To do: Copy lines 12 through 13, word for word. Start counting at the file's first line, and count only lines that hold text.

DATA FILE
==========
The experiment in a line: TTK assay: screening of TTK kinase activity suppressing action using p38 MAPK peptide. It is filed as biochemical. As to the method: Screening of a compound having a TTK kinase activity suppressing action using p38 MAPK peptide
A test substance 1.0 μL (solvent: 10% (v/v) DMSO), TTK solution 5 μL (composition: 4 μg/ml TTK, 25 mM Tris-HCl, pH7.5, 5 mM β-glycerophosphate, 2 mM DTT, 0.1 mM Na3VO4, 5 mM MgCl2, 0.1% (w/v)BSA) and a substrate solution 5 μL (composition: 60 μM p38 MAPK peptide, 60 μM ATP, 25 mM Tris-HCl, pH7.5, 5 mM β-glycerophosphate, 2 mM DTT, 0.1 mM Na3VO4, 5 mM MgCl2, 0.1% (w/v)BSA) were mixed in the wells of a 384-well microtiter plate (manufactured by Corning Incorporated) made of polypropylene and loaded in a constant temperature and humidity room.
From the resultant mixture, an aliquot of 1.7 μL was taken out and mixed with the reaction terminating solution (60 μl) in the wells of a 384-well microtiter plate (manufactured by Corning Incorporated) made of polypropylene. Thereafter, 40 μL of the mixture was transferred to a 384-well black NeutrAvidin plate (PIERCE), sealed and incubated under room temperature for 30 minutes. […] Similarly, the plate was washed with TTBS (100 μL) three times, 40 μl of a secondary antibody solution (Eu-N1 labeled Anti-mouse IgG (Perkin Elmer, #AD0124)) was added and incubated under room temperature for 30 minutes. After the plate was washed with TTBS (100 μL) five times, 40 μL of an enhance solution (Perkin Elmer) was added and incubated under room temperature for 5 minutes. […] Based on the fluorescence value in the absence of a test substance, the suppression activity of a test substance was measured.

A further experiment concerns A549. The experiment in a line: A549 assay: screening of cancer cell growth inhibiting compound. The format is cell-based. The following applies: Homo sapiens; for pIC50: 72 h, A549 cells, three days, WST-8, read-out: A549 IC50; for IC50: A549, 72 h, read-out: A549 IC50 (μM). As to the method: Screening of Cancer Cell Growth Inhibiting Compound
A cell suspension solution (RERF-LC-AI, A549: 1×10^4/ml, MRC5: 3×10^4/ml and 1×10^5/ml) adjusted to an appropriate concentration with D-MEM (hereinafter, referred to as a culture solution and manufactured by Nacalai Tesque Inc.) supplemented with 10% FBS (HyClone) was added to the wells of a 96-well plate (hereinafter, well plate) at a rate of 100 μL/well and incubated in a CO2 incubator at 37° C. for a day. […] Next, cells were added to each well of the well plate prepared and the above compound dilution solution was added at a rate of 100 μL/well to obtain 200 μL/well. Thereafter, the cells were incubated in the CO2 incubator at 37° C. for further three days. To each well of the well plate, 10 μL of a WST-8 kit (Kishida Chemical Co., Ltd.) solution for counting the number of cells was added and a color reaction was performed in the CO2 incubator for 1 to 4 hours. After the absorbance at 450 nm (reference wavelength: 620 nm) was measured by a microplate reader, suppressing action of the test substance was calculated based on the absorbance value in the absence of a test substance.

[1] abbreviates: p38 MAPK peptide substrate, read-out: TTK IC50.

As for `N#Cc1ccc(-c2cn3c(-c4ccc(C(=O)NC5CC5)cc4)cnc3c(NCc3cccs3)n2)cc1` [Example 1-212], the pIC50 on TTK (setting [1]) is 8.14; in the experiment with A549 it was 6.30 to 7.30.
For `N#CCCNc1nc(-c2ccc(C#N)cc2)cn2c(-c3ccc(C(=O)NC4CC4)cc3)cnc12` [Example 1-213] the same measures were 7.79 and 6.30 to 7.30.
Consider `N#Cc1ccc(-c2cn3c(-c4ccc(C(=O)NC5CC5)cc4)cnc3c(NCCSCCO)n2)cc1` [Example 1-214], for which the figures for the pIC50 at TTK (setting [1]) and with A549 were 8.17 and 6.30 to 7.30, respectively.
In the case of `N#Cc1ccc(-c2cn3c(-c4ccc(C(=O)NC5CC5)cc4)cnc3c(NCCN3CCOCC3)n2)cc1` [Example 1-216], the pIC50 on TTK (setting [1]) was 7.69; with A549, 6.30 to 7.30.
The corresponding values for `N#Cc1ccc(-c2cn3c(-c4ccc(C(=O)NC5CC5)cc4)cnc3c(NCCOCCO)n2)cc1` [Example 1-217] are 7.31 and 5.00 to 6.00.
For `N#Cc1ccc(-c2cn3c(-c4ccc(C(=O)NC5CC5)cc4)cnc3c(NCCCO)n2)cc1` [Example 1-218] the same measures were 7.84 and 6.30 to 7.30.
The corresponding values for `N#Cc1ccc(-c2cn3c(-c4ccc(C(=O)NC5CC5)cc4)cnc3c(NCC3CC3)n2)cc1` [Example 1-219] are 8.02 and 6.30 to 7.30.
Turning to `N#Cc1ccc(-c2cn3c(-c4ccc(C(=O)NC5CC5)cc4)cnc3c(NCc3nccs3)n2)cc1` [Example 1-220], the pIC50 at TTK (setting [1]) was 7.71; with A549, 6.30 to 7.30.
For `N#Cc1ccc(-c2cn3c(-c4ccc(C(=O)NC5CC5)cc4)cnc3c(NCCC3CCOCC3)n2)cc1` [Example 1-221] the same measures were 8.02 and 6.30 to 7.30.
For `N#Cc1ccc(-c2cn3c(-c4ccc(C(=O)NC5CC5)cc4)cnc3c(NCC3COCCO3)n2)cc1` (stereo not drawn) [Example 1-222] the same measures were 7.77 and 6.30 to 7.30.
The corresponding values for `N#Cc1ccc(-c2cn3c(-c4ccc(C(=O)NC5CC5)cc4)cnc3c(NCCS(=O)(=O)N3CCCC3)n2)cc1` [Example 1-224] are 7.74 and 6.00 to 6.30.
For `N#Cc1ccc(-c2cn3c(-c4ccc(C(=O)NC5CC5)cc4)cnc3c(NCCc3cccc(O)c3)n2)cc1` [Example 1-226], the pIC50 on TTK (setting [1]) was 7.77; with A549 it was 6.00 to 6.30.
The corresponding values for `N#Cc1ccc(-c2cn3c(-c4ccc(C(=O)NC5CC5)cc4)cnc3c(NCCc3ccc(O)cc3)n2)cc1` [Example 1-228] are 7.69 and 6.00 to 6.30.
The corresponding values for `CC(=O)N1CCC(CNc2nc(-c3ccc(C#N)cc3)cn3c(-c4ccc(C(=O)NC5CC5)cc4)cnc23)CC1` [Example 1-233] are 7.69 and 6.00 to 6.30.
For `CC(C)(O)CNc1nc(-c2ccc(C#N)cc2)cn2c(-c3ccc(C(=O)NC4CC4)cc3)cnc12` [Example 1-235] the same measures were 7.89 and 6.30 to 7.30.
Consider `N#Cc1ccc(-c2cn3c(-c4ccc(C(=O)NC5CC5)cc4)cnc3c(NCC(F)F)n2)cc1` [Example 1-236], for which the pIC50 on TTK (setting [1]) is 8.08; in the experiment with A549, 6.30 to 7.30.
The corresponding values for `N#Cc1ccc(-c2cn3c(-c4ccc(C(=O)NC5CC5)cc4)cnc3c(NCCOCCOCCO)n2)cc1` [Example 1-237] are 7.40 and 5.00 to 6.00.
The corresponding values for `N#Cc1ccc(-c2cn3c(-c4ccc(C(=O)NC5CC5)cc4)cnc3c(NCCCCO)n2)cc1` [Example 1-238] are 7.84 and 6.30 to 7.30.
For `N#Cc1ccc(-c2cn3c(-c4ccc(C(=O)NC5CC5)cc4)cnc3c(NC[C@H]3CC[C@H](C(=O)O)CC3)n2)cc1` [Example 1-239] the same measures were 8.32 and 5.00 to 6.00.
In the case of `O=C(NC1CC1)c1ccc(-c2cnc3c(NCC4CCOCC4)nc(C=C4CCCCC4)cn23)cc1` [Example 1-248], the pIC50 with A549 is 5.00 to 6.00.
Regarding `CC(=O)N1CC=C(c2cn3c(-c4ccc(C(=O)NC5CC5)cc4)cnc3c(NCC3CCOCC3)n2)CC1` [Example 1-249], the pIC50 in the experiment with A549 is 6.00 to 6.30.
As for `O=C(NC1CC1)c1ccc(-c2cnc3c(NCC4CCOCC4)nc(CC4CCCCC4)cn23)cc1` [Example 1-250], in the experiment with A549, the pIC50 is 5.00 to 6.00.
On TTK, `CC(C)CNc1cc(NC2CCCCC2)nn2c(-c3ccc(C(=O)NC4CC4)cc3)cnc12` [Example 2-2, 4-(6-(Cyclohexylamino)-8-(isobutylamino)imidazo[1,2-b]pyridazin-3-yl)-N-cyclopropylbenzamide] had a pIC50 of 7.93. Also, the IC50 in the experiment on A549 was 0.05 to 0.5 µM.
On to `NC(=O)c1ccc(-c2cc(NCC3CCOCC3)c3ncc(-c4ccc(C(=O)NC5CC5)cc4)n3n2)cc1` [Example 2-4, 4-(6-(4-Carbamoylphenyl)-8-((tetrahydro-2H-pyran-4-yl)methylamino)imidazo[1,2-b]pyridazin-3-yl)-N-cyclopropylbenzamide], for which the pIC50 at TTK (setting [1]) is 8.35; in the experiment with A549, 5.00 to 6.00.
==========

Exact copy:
For `N#Cc1ccc(-c2cn3c(-c4ccc(C(=O)NC5CC5)cc4)cnc3c(NCCCO)n2)cc1` [Example 1-218] the same measures were 7.84 and 6.30 to 7.30.
The corresponding values for `N#Cc1ccc(-c2cn3c(-c4ccc(C(=O)NC5CC5)cc4)cnc3c(NCC3CC3)n2)cc1` [Example 1-219] are 8.02 and 6.30 to 7.30.